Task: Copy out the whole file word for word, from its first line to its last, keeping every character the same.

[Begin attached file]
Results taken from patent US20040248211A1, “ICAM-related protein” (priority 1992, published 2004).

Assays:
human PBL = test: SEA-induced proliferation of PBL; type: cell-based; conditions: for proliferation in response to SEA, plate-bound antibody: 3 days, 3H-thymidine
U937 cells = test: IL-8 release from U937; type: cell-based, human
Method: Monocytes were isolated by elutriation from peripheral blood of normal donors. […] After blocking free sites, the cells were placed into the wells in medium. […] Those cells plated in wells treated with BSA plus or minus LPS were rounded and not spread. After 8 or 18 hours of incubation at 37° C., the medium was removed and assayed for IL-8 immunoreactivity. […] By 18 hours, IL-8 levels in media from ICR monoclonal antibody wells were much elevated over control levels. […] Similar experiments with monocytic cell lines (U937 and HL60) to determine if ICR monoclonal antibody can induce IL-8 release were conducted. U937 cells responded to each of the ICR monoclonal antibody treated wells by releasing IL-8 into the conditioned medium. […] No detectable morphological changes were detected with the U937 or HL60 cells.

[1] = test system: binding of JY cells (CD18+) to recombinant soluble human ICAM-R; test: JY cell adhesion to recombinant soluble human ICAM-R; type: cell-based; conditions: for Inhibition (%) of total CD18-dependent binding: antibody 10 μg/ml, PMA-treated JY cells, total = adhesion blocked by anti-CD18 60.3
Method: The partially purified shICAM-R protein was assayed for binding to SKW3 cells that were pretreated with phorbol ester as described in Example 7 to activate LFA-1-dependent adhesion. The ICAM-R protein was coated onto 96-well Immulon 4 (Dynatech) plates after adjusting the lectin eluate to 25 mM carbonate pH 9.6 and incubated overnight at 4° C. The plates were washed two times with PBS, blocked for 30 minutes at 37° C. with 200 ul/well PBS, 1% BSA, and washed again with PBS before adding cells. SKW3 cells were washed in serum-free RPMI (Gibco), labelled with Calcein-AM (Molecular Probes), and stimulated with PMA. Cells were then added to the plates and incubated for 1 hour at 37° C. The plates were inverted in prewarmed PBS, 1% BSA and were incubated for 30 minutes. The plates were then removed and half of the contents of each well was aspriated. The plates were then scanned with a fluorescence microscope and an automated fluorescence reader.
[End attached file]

Results taken from patent US20040248211A1, “ICAM-related protein” (priority 1992, published 2004).

Assays:
human PBL = test: SEA-induced proliferation of PBL; type: cell-based; conditions: for proliferation in response to SEA, plate-bound antibody: 3 days, 3H-thymidine
U937 cells = test: IL-8 release from U937; type: cell-based, human
Method: Monocytes were isolated by elutriation from peripheral blood of normal donors. […] After blocking free sites, the cells were placed into the wells in medium. […] Those cells plated in wells treated with BSA plus or minus LPS were rounded and not spread. After 8 or 18 hours of incubation at 37° C., the medium was removed and assayed for IL-8 immunoreactivity. […] By 18 hours, IL-8 levels in media from ICR monoclonal antibody wells were much elevated over control levels. […] Similar experiments with monocytic cell lines (U937 and HL60) to determine if ICR monoclonal antibody can induce IL-8 release were conducted. U937 cells responded to each of the ICR monoclonal antibody treated wells by releasing IL-8 into the conditioned medium. […] No detectable morphological changes were detected with the U937 or HL60 cells.

[1] = test system: binding of JY cells (CD18+) to recombinant soluble human ICAM-R; test: JY cell adhesion to recombinant soluble human ICAM-R; type: cell-based; conditions: for Inhibition (%) of total CD18-dependent binding: antibody 10 μg/ml, PMA-treated JY cells, total = adhesion blocked by anti-CD18 60.3
Method: The partially purified shICAM-R protein was assayed for binding to SKW3 cells that were pretreated with phorbol ester as described in Example 7 to activate LFA-1-dependent adhesion. The ICAM-R protein was coated onto 96-well Immulon 4 (Dynatech) plates after adjusting the lectin eluate to 25 mM carbonate pH 9.6 and incubated overnight at 4° C. The plates were washed two times with PBS, blocked for 30 minutes at 37° C. with 200 ul/well PBS, 1% BSA, and washed again with PBS before adding cells. SKW3 cells were washed in serum-free RPMI (Gibco), labelled with Calcein-AM (Molecular Probes), and stimulated with PMA. Cells were then added to the plates and incubated for 1 hour at 37° C. The plates were inverted in prewarmed PBS, 1% BSA and were incubated for 30 minutes. The plates were then removed and half of the contents of each well was aspriated. The plates were then scanned with a fluorescence microscope and an automated fluorescence reader.